Marlins Continue To Struggle, Lose To Diamondbacks Again
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PHOENIX (AP) – Cody Ross can see clearly now, so he must have had a nice view as his decisive pinch-hit home run sailed into the left-field seats.
Ross’ three-run shot in the eighth inning spoiled an outstanding outing by Miami’s young Jose Fernandez, and the Arizona Diamondbacks held off the Marlins 3-1 on Wednesday to take two of three in the series.
Fernandez (4-4) retired 14 in a row before walking two of the three batters he faced in the eighth. He was relieved by left-hander Mike Dunn, who gave up the home run to Ross on a 1-2 pitch.
“I was just trying to create something,” Ross said. “It hasn’t been too often this year that I’ve contributed, so it feels nice.”
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Ross says he has been bothered by blurred vision all season with problems with his contact lenses drying out, but a three-hour trip to the eye doctor on Wednesday finally found the right combination of lenses and eye drops.
“Honestly I was going up there with blurry vision half the time at the plate,” Ross said. “It’s hard enough to hit in this league when you’ve got good vision, as opposed to going up with blurry vision. But it’s just one of those things where you don’t want to make excuses, but it’s a true story. It was tough.”
Arizona starter Trevor Cahill left after a line drive bruised his right hip in the first. Josh Collmenter allowed one hit in six innings of relief, the latest in a series of his effective long-inning relief outings.
“It’s kind of unbelievable what he can do,” Cahill said, “pitch like a starter in a moment’s notice. That’s why he’s invaluable.”
Cahill said he thought he could have stayed in and pushed through the injury but the decision was made to play it safe.
Justin Ruggiano homered off Heath Bell to start the ninth.
Bell flirted with bigger trouble before recording his 13th save in 15 tries.
After Ruggiano’s homer, Ed Lucas singled to bring up Giancarlo Stanton, whose home run off Bell on Friday gave Miami a 3-2 victory. Stanton walked on five pitches to put runners on first and second with no outs.
Bell got Marcell Ozuna on a flyout, catcher Miguel Montero made a nice sliding catch of Derek Dietrich’s foul to the screen and pinch-hitter Logan Morrison struck out to give Arizona two of three against Miami.
David Hernandez (4-4) pitched a scoreless eighth to get the victory.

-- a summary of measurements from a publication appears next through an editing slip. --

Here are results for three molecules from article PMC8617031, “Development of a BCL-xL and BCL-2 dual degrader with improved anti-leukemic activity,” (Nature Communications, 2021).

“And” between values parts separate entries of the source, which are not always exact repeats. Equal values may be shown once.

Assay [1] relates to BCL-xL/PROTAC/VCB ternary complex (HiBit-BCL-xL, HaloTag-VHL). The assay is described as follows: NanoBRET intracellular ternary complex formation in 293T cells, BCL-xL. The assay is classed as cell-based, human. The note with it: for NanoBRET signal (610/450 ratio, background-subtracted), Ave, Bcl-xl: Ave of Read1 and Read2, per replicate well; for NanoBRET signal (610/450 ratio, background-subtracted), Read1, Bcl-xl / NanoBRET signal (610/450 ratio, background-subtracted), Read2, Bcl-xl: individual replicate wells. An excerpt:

Fernandez, the 20-year-old Cuban refugee and a first-round draft pick in 2011, was charged with two runs on three hits with four strikeouts and those two costly late walks in 7 1-3 innings.
“This kid’s impressive. He’s got really good stuff. I think he’s got Cy Young stuff in the future,” Montero said. “I see him as a Cy Young (winner) in the near future because he’s got all his pitches. He’s that good.”
Dunn said Fernandez deserved a better outcome.
“The team went out there and battled all game today,” Dunn said. “Fernandez pitched his butt off, did a great job and on one pitch it’s like throw the whole outing away that he just had.”
Collmenter, who throws with an unorthodox overhand style, struck out seven and walked one and Miami manager Mike Redmond wondered why the Marlins couldn’t hit him.
“It looked to me like he was throwing some pretty good pitches to hit,” Redmond said. “He did throw a few change ups. That’s his pitch, but I was surprised he shut us down that many innings.”
Collmenter retired 13 in a row, striking out the side in the fourth, before Stanton singled to start the seventh. Stanton was stranded when Ozuna struck out, Dietrich popped out and Adieny Hechavarria flied out.
After Collmenter’s infield single to lead off the third, Fernandez didn’t allow another runner until Jason Kubel drew a leadoff walk on a 3-2 pitch in the eighth. A.J. Pollock popped to the catcher on a foul trying to advance the runner with a bunt, then Didi Gregorius walked to put runners at first and second with one out.
That ended Fernandez’s outing and the young pitcher wasn’t too happy with that final ball four call.
“The last pitch was a little close,” he said, “but I’m not an umpire, I’m a pitcher. If that was a ball then I’ve got to agree with it and that’s how it goes. It could go both ways but it’s not my call and there’s nothing I can do about it.”
Initially, left-handed batter Alex Hinske was announced as the pinch-hitter. But when the left-handed Dunn came on, manager Kirk Gibson switched to Ross, who is hitting .387 against lefties, blurry vision or no blurry vision.
Cahill, who had lost his previous three starts, took a lined shot off his right hip off the bat of Ozuna. The ball careened off Cahill to third baseman Martin Prado, who threw the runner out to end the inning. Cahill came out for the second inning and had a 2-1 count on Dietrich when the trainer came out and, after some discussion, the pitcher left the game.
Only one baserunner got as far as second through the first seven innings. That came in the first against Cahill, when Ruggiano advanced from first on a groundout.
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